You can even run a suite of different plugins from the plugin menu. To start
plugins, go to the Plugins menu and select on the manage plugins option. There
are more than 20 different plugins available with Ettercap with which you can
run simple DoS attacks, ARP poisoning attacks, File Theft attack, isolate nodes,
etc.

Dsniff Suite
Yet another sniffing and spoofing tool for penetration testing. Unlike
Ettercap, it doesn’t run from a single Windows system, but has a set of tools
which you can run manually to simulate a LAN attack in many ways. The suite
contains the tools mentioned in the table. Explaining how to run each of these
is not possible in a single article so we will talk about them one by one in our
coming issues. But if you can’t wait so long then a ‘man’ can solve your
problem. Just run the ‘man’ command with the name of the tools and you will get
a detailed description and how to ‘on’ running the tools. Just make sure you
type the name in small caps.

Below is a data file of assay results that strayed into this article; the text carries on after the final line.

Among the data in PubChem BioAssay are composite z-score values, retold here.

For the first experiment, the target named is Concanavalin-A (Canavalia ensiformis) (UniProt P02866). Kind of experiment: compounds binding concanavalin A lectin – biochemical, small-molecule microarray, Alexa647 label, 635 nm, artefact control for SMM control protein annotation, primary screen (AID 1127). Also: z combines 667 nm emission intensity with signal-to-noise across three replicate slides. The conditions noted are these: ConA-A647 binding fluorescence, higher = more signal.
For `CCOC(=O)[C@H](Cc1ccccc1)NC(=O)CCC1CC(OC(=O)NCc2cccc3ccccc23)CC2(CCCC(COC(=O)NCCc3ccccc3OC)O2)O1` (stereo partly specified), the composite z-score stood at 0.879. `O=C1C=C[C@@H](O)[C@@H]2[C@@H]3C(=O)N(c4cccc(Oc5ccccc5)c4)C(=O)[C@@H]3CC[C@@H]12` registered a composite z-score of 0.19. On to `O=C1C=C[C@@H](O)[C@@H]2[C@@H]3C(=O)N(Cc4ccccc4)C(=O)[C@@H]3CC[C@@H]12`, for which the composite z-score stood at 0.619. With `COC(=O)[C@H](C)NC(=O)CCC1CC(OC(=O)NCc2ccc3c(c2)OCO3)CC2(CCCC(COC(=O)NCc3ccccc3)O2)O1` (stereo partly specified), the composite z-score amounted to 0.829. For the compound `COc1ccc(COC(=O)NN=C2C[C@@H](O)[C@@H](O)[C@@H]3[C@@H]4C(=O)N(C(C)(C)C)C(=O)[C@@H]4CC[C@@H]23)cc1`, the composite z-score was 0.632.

EtherApe
This is a small tool which can work as a great network traffic monitoring
utility in NOCs. The core job of EtherApe is to graphically represent the data
flow between all machines on your network in real-time. Different protocols are
represented in different colors and the amount of data is represented by the
thickness of the line joining the source and the destination machine. Running
the application is very simple. All you have to do is to run the command #etherape
from an X terminal and a Window will pop up. In this Window click on the capture
menu and then go to the interface option to select the network card you want to
run the monitoring. Once you have selected the network card, go to the Mode
option in the same menu to select the type of protocol and network you want to
monitor. For instance you can select between options like TCP and IP, or
Ethernet, Token Ring, and FDDI networks. Once you are done with the selection,
the monitoring process will start and you will be presented with the real-time
data traffic flow of your network.

Arpwatch
A very useful tool to monitor arpspoofing or any sort of suspicious arp
activity. All you have to do is to run the command #arpwatch —I eth0 —s yourmail@id.com
—e yourmail@id.com. Here replace yourmail@id.com with the mail id where you
would like to receive alerts from arpwatch. This tool will keep running and will
notify you in case it finds any arp flip-flop or some other kind of arp
poisoning happening on the network.